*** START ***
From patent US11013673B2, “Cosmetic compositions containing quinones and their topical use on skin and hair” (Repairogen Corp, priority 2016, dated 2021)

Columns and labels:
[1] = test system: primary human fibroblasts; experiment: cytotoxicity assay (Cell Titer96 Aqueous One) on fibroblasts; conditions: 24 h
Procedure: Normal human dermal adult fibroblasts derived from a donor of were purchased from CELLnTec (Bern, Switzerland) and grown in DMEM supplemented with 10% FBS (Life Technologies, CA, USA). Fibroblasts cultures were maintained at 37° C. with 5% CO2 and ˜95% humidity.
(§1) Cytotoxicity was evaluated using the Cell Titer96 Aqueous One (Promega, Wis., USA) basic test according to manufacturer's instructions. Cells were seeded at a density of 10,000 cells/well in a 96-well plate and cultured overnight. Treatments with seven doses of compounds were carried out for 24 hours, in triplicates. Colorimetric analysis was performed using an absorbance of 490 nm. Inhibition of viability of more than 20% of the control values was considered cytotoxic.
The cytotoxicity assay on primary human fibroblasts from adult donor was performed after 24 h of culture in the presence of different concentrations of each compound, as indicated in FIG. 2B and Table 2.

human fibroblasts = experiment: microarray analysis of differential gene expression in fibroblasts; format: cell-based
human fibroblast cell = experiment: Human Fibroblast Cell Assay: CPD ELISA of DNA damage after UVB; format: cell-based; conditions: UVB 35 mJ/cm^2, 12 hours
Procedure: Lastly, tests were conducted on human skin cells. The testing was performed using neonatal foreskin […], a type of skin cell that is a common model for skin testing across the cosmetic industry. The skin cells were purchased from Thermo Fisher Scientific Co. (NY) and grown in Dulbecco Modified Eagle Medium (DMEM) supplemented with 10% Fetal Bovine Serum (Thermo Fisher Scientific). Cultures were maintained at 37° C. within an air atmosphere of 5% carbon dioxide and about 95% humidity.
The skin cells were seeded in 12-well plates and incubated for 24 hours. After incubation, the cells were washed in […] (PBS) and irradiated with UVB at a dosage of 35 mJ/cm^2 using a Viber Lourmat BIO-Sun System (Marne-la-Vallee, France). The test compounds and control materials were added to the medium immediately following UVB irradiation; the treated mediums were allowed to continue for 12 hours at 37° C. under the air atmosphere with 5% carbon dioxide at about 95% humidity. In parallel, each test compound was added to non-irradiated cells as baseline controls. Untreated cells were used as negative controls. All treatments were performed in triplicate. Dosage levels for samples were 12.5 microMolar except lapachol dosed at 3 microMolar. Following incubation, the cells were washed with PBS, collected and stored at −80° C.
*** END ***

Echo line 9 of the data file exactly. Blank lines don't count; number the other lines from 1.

Procedure: Lastly, tests were conducted on human skin cells. The testing was performed using neonatal foreskin […], a type of skin cell that is a common model for skin testing across the cosmetic industry. The skin cells were purchased from Thermo Fisher Scientific Co. (NY) and grown in Dulbecco Modified Eagle Medium (DMEM) supplemented with 10% Fetal Bovine Serum (Thermo Fisher Scientific). Cultures were maintained at 37° C. within an air atmosphere of 5% carbon dioxide and about 95% humidity.